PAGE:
Like, if Harper were re-elected in 2015, that would automatically make us a third world country. We won’t even have flush toilets, electricity and running water anymore.

      I’m not making this up.

      • But we’re told a carbon tax would turn us into Greece.

        • Why don’t you go take that point up with people who have actually expressed that opinion? Otherwise, you’re debating like a personality-disordered girlfriend.

          • :-) How would you know?

          • Who’s debating- I am simply throwing your sarcasm back at you. And I have no interest in your dating problems.

          • That’s an appropriately personality-disordered response. Thanks for perfectly illustrating my point.

          • I think you’re confusing the word debate and masturbate. You’re not debating squat, you’re just masturbating and trying to jerk off everyone as well.

          • I can certainly see that, in contrast to me, you’re an extremely principled debater.
            So since you say that Canada’s on its way to being a third world country but we’re apparently not there yet, how many years of continued Harper rule will it take to turn Canada into a full-fledged third world country? Can you provide us with an estimate?

      • If Canadians keep loosing their jobs to TFWs, how do you think that will impact the GDP? If people are just scrapping by, they aren’t contributing to the economy, now are they?

        You made up this.

        “Like, if Harper were re-elected in 2015, that would automatically make us a third world country. We won’t even have flush toilets, electricity and running water anymore.”

        No one, but you said that. All I said is we’re on our way to becoming a third world country.

        • Yes, if Harper remains in power, we will all eventually be defecating on railroad tracks.

          • Well, if you happen to be travelling in one of the old VIA rail cars you are already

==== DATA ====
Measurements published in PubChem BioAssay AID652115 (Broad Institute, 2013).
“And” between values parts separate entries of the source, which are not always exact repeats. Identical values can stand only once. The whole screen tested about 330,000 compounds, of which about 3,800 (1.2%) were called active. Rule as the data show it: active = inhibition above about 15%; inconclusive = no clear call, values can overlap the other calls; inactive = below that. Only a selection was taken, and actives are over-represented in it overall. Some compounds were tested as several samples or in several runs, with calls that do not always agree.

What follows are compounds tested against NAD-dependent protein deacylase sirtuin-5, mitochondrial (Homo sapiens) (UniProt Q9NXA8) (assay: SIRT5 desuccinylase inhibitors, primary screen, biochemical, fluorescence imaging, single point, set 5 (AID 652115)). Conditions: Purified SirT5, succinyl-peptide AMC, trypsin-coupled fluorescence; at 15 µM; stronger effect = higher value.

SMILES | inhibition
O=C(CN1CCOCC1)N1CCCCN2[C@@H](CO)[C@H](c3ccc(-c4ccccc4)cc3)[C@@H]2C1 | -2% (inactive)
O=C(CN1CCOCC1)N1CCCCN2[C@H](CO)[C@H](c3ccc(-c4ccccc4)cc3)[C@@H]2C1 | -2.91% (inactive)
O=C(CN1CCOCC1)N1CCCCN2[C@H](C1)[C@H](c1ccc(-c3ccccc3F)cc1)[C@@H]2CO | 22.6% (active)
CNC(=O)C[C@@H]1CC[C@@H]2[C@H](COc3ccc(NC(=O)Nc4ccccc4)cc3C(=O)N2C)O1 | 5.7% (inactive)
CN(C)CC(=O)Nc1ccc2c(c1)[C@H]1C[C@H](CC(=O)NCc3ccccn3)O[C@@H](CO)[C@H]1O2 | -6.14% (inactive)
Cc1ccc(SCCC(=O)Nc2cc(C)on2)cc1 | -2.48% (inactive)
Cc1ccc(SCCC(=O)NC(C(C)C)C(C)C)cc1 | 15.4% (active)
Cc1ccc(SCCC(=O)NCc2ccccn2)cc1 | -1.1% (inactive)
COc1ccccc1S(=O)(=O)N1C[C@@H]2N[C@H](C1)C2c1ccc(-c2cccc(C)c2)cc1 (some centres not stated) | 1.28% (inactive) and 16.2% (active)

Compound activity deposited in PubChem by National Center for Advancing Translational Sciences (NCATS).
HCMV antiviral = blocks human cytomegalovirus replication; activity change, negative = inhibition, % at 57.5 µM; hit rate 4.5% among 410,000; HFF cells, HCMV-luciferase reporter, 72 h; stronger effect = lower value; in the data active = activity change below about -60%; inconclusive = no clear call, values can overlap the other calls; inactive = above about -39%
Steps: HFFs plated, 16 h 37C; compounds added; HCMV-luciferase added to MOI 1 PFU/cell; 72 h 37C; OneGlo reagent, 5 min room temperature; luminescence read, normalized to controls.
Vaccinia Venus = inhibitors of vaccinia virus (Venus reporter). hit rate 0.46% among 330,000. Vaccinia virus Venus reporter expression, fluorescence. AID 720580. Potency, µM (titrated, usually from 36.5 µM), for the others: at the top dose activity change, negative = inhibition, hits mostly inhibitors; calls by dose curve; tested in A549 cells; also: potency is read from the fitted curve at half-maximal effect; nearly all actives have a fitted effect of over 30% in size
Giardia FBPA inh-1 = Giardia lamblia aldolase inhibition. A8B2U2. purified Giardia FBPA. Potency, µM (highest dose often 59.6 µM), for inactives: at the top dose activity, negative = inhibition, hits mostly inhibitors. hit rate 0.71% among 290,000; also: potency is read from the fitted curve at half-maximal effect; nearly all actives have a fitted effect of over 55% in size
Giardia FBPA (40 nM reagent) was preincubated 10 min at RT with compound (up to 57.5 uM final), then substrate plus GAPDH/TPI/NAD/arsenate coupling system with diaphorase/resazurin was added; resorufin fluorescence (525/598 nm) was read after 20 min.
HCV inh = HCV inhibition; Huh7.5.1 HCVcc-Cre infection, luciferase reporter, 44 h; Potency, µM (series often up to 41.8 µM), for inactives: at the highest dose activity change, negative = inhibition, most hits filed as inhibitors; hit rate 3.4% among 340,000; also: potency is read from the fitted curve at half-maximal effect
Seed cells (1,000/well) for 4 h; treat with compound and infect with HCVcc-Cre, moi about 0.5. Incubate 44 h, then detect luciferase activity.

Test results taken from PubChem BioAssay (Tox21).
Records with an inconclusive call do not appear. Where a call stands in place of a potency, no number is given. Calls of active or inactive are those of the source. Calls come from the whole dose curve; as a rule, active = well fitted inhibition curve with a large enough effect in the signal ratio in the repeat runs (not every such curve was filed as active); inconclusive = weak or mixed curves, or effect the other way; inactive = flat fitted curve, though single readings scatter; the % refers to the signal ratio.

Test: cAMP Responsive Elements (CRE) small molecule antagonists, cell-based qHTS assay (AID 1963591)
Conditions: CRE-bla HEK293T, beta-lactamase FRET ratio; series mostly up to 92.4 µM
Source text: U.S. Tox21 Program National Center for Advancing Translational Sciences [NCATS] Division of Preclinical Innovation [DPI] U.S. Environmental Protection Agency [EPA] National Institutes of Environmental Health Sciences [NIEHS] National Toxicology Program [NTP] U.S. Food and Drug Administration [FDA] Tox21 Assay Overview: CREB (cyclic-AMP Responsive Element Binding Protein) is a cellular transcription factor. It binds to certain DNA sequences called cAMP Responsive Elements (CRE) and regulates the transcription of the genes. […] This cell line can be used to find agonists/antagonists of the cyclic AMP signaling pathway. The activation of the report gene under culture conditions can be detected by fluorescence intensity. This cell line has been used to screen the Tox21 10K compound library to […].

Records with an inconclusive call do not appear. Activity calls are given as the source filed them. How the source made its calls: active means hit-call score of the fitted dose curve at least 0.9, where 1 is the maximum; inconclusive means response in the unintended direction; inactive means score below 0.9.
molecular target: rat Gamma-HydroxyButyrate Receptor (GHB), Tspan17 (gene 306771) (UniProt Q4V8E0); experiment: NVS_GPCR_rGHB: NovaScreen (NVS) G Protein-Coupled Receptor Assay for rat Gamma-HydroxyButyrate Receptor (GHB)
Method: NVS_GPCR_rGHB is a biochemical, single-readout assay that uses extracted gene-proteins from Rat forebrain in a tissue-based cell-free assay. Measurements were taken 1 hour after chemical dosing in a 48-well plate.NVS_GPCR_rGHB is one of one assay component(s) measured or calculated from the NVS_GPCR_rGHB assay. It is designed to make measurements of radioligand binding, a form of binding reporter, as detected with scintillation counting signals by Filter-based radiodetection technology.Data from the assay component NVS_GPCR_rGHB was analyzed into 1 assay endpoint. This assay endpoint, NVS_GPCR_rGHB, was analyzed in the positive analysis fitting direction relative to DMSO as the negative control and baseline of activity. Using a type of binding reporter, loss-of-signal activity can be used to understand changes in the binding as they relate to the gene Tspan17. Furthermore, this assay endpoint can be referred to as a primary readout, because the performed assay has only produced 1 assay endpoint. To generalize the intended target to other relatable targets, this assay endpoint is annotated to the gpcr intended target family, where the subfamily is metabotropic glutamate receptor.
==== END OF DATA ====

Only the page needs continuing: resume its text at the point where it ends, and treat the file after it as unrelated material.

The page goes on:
• I’m going to assume that you have never visited India.

      • Hey Bean – if you look at the latest numbers Canada might qualify in a G12. Our UN development index rank is now at #11. On the Child Well-Being index we are at #17. But we are #1 on household debt and cell phone expenses. And Canada is the best friend of Israel, the most hated nation on the planet.

        I am not making this up.

        • So that means we’re a third world country? Could you please provide me with your working definition of “third world country”? I would be fascinated to see your response.
          And by the way, WTF does any country’s foreign policy with respect to Israel have to do one way or the other with said country being a third world country?

  4. WoW ! Mr. Flaherty is astounding in his assumptions and projections ! For a guy who did not see the meltdown coming until we were hip-deep in it , he has the nerve to predict the NDP future – get a new crystal ball , Jim.

  5. Oh give it a rest Jimbo. As if you are the expert on managing the economy for the good of the people. It was you brokered the ABCP deal – billions to the bank, starve Canadian seniors especially in Quebec, punishment for not voting Conservative. And don’t forget how you made CIBC give Barrick Gold, one of the richest companies in Canada, a special sweetheart deal cause Peter Monk was sulking.

    Page from Conservative economic playbook – bankrupt the vulnerable, suck up to petulant billionaires. And that is all beside your economic action pork and other sad ways to buy votes. Wonder what your G8 buddies will say when they found out that you weathered the 2008 financial crisis by commiting a massive crime and then your govt went off and commited hundreds more in a vain attempt to cover it up.

  6. It blows my Mind that people vote for the NDP when they know the NDP is so bizarre. I guess it was because there was no chance of them getting into Gov’t. Now that Quebec is trying to upset the apple cart and the NDP is basically talking treason to them and a free turkey in every pot and money on every tree from a magic bank account, Jim has decided to make us aware of the details,
    Thanks Jim, I know your givin it all ya got!

    • Which is not much.